Review: ‘Chronicle,’ ‘Star Wars Ep. 1 (3D)’
“Chronicle” I am not a fan of the “found-footage” genre. Though the idea was introduced in 1980 with “Cannibal Holocaust,” it was the monstrous success of
I am not a fan of the “found-footage” genre. Though the idea was introduced in 1980 with “Cannibal Holocaust,” it was the monstrous success of “The Blair Witch Project” that compelled Hollywood to relentlessly pump out film after film with the same home video camera concept since its release in 1999 (The “Paranormal Activity” series, “Apollo 18,” “Cloverfield”).
My gripe is not with the style itself but rather how it is used. Though the found footage perspective communicates an excellent sense of realism because it presents the viewer with a display he is familiar viewing his personal reality with, the potential for story-telling epicness is usually squandered because all of the action happens off screen.
This renders the found-footage style more of a gimmick, a cover up for a low budget, a way of manipulating the audience to see something we otherwise would not. For this, the found-footage genre mostly contains horror movies, lots of them, and bad ones.
Worried? Don’t be; because “Chronicle” is the best found footage film so far.
From the trailer, “Chronicle” follows three high school kids—the popular jock, the withdrawn nerd and the complacent but good-natured jerk, who become close friends after they mysteriously gain telekinetic super powers.
Where Clark Kent would take to the streets fighting crime, these guys use their powers in ways high school kids would: to impress girls, excel in sports and play in other ways I always dreamed about in math class.
However, as the story unfolds, their powers get stronger and the picked on nerd of the group cannot restrain his will to “even the score.”
Without spoiling anything, the jock and the jerk leap into action as the only ones who can stop their friend and hijinks ensue.
This superiority complex creates a rift between the friends that harkens to the rivalry between Doctor Magneto and Professor Xavier from the “Magnificent X-men” comics, but as the film begins to reach its climax in the third act, it begins to more closely resemble the anime epic, “Akira.”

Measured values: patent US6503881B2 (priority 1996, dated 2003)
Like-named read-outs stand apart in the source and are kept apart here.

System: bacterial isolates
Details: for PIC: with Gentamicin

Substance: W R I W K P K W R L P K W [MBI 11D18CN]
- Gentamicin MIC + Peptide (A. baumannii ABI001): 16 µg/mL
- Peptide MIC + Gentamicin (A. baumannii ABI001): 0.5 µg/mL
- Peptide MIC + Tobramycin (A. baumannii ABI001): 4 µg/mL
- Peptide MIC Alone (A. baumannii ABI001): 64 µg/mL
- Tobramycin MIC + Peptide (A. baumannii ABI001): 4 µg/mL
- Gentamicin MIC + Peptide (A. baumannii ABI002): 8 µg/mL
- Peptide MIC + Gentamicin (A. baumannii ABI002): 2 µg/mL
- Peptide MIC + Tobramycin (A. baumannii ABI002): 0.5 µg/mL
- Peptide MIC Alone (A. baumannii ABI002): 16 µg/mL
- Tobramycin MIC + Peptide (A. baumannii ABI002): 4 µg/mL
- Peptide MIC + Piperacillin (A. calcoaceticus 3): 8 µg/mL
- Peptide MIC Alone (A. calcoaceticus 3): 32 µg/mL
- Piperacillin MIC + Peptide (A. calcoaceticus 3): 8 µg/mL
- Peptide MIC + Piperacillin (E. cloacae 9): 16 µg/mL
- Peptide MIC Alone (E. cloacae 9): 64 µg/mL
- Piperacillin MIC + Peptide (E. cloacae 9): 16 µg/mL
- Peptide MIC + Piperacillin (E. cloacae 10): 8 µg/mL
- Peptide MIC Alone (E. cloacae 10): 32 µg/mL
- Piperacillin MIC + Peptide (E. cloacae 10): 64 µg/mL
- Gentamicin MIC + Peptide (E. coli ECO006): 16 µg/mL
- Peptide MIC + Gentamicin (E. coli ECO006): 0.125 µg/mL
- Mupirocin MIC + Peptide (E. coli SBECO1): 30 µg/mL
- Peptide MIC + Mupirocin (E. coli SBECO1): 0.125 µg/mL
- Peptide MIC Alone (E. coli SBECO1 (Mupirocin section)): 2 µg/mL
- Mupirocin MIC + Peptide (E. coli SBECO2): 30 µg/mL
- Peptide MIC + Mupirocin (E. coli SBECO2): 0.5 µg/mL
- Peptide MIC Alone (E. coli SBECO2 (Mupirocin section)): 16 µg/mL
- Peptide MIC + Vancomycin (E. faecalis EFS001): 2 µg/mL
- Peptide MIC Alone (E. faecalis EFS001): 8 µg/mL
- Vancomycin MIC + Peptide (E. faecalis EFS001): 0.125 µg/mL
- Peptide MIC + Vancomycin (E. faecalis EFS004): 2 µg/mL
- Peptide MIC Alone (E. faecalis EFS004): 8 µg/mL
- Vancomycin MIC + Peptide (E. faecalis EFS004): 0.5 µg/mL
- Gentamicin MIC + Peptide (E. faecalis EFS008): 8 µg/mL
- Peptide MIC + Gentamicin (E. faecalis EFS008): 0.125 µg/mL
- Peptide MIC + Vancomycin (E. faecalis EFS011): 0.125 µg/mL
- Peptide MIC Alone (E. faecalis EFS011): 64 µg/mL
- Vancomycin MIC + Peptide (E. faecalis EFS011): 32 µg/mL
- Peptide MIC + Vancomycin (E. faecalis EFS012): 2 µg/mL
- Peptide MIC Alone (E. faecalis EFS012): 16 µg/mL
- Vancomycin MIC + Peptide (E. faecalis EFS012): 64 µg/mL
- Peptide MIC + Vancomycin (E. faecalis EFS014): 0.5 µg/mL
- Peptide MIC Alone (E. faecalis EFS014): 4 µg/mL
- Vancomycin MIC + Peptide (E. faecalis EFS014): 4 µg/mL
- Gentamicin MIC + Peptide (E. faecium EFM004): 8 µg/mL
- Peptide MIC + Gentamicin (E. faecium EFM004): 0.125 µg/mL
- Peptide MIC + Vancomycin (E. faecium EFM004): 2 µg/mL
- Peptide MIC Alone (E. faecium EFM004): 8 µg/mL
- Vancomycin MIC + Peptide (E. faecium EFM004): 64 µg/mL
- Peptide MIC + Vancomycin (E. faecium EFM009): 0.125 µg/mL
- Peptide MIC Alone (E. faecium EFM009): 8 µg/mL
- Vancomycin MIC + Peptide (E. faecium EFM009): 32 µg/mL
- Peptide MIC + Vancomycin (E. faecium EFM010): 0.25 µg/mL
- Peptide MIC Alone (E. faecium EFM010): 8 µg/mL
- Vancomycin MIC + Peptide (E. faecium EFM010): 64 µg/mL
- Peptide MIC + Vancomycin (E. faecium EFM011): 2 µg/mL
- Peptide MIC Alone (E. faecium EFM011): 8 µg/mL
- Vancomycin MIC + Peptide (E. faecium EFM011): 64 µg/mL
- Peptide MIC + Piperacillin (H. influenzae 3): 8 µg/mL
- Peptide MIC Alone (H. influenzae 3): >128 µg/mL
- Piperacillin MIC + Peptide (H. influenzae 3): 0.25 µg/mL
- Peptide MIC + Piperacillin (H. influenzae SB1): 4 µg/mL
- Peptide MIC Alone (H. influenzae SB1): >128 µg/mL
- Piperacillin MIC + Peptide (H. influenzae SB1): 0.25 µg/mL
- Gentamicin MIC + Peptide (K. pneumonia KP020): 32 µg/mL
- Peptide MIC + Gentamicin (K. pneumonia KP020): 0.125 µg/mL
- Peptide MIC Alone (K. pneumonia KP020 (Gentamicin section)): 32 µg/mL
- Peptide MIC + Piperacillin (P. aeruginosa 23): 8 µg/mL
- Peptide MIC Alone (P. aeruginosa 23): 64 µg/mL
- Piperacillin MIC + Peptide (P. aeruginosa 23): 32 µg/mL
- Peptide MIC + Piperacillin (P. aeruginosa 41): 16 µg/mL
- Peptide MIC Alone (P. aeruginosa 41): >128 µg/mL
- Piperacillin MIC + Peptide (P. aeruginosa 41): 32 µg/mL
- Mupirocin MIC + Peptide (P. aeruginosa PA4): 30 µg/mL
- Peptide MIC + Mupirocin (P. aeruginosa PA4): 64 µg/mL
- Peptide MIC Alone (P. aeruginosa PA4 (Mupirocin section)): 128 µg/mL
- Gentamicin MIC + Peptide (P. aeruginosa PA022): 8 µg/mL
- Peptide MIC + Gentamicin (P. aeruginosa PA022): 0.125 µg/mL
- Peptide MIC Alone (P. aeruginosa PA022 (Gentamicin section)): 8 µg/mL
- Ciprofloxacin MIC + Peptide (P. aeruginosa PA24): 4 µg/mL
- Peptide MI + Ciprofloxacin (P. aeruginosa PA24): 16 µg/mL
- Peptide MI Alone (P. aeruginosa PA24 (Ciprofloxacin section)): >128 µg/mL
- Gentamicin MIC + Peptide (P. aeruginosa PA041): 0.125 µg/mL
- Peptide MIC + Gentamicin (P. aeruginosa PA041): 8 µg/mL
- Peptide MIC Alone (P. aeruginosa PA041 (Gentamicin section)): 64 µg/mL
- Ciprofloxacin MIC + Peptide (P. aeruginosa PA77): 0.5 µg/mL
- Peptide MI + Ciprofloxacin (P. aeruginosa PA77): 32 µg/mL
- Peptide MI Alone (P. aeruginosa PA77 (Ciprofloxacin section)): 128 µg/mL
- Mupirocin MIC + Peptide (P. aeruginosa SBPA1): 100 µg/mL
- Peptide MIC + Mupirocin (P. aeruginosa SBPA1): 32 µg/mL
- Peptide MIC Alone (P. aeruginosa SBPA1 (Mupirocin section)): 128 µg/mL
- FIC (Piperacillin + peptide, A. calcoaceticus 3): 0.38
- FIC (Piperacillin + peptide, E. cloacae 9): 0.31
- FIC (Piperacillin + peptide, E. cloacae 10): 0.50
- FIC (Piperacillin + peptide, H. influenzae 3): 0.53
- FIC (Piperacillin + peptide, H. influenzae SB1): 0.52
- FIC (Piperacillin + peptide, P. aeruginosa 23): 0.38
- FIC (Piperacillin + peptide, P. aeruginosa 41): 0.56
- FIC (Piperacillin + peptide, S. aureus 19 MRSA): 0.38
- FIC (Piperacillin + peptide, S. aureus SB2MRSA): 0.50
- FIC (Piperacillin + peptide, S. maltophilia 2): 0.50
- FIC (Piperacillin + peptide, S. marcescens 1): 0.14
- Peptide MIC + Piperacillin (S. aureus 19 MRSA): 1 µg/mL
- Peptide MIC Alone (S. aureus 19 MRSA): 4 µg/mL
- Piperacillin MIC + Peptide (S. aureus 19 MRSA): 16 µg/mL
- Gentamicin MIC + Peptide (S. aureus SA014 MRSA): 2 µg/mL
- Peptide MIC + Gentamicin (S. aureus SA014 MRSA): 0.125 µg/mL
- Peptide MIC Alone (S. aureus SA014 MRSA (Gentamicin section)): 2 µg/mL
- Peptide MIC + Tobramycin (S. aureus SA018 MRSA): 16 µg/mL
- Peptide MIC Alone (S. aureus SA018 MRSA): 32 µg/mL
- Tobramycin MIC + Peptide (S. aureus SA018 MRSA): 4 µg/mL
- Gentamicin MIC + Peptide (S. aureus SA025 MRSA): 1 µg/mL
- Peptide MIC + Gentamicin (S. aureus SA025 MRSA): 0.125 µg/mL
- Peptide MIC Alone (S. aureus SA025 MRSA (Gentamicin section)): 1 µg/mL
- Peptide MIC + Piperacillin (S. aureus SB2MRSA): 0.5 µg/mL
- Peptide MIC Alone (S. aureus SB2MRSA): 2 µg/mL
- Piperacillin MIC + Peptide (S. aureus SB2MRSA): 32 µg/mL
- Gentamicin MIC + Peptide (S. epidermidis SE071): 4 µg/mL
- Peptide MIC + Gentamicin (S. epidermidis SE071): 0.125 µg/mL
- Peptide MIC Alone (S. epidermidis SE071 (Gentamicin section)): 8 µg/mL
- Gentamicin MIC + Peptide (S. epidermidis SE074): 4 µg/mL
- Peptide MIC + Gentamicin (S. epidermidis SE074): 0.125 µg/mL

If you know what I am talking about, this movie is right up your alley, but if you don’t, it’s still worth seeing for a couple of reasons.
The found-footage aspect of the film really drew me in, and it actually allows the film to shine as an action movie.
The action develops well onscreen and pulls no punches, particularly when things begin to speed up; the director throws unexpected but effective shifts in perspective and style that keep the action from becoming run-of-the-mill and boring.
It has an excellent script and actors, however, that give the action scenes any weight.
The dialogue and interactions between the three friends offer realistic insight into teenage students and their relationships, and as a result, crafts characters that viewers can actually care about. This builds tension and ultimately enhances the action segments of the movie.
I’d give it a: See it in theatres! This movie is worth the ticket price.
Though it is aimed at an action hungry demographic, the story offers enough emotional depth to please any movie fan.
“Star Wars Episode 1 The Phantom Menace” in 3D
It’s still bad.
Ian Storey/For the Review
Ian Storey can be reached at email@example.com.